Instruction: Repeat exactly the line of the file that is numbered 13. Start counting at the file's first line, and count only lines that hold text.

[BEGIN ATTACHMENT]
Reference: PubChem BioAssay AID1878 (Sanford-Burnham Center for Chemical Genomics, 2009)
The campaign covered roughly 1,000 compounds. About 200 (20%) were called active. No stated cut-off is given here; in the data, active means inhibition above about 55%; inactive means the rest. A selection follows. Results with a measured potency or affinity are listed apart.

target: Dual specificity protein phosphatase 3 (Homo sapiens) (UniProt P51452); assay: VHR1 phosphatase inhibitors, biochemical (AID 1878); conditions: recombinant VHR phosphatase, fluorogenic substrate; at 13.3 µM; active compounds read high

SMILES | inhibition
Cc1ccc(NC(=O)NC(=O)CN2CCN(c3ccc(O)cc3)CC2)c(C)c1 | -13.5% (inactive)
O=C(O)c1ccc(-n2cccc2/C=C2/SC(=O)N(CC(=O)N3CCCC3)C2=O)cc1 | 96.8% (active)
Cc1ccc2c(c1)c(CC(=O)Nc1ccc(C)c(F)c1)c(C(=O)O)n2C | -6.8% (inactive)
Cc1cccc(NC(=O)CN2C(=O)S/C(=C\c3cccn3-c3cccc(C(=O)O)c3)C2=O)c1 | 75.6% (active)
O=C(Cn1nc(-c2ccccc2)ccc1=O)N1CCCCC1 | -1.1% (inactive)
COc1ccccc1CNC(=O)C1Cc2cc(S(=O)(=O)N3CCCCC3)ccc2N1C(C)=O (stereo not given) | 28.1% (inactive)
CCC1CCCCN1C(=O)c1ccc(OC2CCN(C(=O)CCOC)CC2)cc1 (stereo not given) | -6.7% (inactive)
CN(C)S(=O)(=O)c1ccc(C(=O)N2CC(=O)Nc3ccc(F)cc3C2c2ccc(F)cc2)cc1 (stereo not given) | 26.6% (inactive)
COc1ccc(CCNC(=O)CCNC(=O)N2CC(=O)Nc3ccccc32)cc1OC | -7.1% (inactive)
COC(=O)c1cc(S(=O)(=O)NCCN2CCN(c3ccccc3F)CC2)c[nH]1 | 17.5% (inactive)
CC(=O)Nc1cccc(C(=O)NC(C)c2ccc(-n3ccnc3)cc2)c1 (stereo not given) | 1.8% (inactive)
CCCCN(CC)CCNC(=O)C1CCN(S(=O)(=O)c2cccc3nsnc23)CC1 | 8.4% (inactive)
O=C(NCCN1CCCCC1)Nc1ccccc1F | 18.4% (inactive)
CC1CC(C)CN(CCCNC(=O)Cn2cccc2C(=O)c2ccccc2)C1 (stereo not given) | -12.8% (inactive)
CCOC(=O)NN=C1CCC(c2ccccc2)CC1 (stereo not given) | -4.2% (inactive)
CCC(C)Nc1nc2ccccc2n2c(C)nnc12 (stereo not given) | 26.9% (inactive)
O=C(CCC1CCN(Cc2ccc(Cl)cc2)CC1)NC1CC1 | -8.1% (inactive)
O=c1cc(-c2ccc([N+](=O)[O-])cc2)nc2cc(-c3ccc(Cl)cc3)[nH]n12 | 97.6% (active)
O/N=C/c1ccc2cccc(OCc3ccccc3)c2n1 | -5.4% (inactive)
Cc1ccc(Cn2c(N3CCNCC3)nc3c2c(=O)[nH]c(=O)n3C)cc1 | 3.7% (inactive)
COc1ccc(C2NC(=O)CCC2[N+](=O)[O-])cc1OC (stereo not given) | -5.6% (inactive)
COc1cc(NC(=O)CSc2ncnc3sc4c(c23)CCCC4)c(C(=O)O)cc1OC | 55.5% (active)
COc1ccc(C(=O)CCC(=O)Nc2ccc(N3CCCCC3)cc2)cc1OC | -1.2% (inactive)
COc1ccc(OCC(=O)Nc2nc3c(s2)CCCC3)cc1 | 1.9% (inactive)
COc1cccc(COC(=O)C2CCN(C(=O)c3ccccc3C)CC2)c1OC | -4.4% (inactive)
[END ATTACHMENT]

COc1ccc(CCNC(=O)CCNC(=O)N2CC(=O)Nc3ccccc32)cc1OC | -7.1% (inactive)